For the average urban rent of $1,643, you can rent a one-bedroom apartment at Park View Apartments in Old Town Triangle, Chicago. By comparison, for the average rent of $1,135 in suburban Chicago, you can rent a two-bedroom apartment at The Moorings in Roselle, IL.

Urban vs suburban apartments

In 8 major metros, there are more renters living in the suburbs than in cities

Traditionally, the city is where you rent an apartment and the ‘burbs are where you buy a place of your own. But there are plenty of examples that will blow the old assumption out of the water. In 2015, in the St. Louis, MO metro area, as many as 70% of renters lived in suburban areas and as few as 30% in urban areas. In metro Riverside, CA, 68% of renters lived in suburban areas vs only 32% in urban areas. In Miami, FL 64% of people rented in the suburbs versus 36% in the city. The metro area of Atlanta, GA had 61% of renters located in the suburbs versus 39% in urban areas. Other metropolitan areas in favor of the ‘burbs are Boston 60%-40%, in Tampa 59%-41%, in Washington, DC 56%-44%, and Minneapolis, MN 53%-47%.

In the rest of the 20 largest metros, the scale tilts more on the urban side. In Houston metro, only a quarter of renters were located in suburban areas as of 2015. In the New York metropolitan area only 28% of renters were located in the suburbs. One major reason in these cases is the high commute time. In the Greater Phoenix Area – where prices are the same in urban and suburban areas – only a third of renters live in the suburbs.

Suburban apartment construction not as hot as city construction… yet

Another “pro” in the suburban column is that the suburbs now offer a wider range of rental options, aside from low and mid-level apartments. Many suburban developers have been raising the bar by building higher-end suburban garden-style apartment communities, with luxury features rivaling those you would more likely see in city high-rises.

However, unlike urban areas, which have been flooded with new apartments over the last few years, much less has been built in the surrounding suburbs. During the 2011-2015 time frame, in the 20 metros studied, a total of about 300K new apartments were built in urban areas versus approximately 180K in suburban areas, according to Yardi Matrix. During this period — which overlaps with the apartment market boom — city apartment construction was up 224%, while suburban construction was up 146%.

Only 2 out of 20 metros have built more rentals in suburban areas than in urban areas: Miami and Philadelphia. However, many experts are saying that suburban apartment markets are poised to become the next hot thing in multifamily. These demographic changes are definitely pointing in that direction and we expect to see a boost in suburban apartment construction in the upcoming years.


  • Tenure of occupied housing units was obtained from Census ACS 5-year estimates for 2011-2015. 
  • Census Places and Metro Areas obtained from Census Tiger Files. We considered “suburbs” Census Places that are not principal cities. We did not include rural and unincorporated areas.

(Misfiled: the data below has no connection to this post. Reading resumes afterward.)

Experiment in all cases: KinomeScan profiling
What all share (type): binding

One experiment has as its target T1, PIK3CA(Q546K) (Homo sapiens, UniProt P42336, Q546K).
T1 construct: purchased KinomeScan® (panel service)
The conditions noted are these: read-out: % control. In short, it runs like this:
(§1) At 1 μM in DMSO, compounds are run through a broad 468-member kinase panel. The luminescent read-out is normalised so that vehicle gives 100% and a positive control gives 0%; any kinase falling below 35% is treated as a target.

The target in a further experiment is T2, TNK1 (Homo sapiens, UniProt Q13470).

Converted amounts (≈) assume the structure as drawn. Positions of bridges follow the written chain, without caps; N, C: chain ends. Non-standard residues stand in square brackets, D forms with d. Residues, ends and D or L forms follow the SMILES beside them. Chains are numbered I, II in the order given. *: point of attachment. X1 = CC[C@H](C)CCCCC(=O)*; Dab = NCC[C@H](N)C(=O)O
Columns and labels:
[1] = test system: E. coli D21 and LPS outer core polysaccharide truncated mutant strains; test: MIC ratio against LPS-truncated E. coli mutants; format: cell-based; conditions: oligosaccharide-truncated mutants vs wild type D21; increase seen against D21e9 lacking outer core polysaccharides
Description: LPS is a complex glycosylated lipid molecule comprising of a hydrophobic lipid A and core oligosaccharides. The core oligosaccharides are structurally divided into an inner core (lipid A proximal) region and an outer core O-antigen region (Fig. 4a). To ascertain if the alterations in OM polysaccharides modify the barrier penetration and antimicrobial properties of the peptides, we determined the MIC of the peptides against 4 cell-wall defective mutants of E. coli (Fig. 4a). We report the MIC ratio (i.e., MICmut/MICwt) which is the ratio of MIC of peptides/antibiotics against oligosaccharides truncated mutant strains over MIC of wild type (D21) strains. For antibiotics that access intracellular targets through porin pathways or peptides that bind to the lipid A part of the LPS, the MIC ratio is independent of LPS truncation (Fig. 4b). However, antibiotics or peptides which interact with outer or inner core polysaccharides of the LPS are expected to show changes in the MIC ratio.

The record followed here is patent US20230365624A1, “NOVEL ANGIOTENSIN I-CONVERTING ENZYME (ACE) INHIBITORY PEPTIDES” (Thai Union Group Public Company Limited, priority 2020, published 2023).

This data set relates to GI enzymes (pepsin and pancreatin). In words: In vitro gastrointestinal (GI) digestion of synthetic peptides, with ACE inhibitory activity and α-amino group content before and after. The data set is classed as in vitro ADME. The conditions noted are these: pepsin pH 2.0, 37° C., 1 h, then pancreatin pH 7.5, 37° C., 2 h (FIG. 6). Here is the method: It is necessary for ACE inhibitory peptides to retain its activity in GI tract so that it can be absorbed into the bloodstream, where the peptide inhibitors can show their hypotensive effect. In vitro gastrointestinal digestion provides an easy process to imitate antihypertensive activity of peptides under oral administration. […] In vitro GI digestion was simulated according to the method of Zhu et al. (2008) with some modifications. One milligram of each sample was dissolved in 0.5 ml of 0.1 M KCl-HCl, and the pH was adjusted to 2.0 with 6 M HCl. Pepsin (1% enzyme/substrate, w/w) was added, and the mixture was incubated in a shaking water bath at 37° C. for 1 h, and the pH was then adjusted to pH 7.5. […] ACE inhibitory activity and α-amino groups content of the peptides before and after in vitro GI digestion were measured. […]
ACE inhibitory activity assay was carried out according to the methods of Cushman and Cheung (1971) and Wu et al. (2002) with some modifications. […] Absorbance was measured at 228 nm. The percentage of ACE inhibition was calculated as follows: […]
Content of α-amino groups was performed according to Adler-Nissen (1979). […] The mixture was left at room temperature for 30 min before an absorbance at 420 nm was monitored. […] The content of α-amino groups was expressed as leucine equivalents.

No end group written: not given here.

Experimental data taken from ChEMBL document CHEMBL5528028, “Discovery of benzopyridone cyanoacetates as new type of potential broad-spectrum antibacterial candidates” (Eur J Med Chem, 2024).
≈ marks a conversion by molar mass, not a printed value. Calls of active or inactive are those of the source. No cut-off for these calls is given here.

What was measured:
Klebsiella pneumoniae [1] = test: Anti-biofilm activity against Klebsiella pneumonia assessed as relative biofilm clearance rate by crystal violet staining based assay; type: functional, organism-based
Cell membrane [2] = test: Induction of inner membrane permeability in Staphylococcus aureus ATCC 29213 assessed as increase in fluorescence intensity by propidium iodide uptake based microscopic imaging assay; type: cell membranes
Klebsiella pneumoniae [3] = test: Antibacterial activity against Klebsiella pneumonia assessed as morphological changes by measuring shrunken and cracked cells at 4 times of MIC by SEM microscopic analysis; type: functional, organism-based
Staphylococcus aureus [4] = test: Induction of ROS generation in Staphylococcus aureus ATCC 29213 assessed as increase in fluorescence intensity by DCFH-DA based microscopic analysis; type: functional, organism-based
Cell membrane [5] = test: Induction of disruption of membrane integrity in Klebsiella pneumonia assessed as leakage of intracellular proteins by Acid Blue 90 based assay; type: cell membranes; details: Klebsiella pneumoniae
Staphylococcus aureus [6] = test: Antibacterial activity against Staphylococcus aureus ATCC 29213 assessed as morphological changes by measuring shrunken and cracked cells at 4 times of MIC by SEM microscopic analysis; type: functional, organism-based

• Apartment construction and rent data provided by our sister company Yardi Matrix, a business development and asset management tool for brokers, sponsors, banks and equity sources underwriting investments in the multifamily, office, industrial and self-storage sectors. For more information, visit Construction and rent data is for properties of 50+ units. Rent averages valid as of December 2016. 

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We encourage you and freely grant you permission to reuse, host, or repost the images in this article. When doing so, we only ask that you kindly attribute the authors by linking to or this page, so that your readers can learn more about this project, the research behind it and its methodology. For more in-depth, customized data, please contact us at

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Nadia Balint is a senior creative writer for RENTCafé. She covers news and trends in residential and commercial real estate and their impact on our everyday life, including rental housing, for-sale housing, real estate development, homeownership, market reports, insurance, landlord-tenant laws, personal finance, urban development, economy, sustainability, and social issues. Nadia holds a B.S. in Business Management from Northeastern Illinois University in Chicago. You can connect with Nadia via email.

Nadia’s work and expertise have been quoted by major national and local media outlets, including CNN, CNBC, CBS News, Curbed, The NY Post, The Chicago Tribune, The Denver Post as well as industry publications, such as GlobeSt, Bisnow, Inman News, Multifamily Executive, and The Commercial Real Estate Show. Nadia also wrote for Multi-Housing News, Commercial Property Executive, HubSpot, and more. Prior to entering the real estate industry, Nadia worked in the legal field, where she gained over 10 years of experience in business, corporate, and real estate law.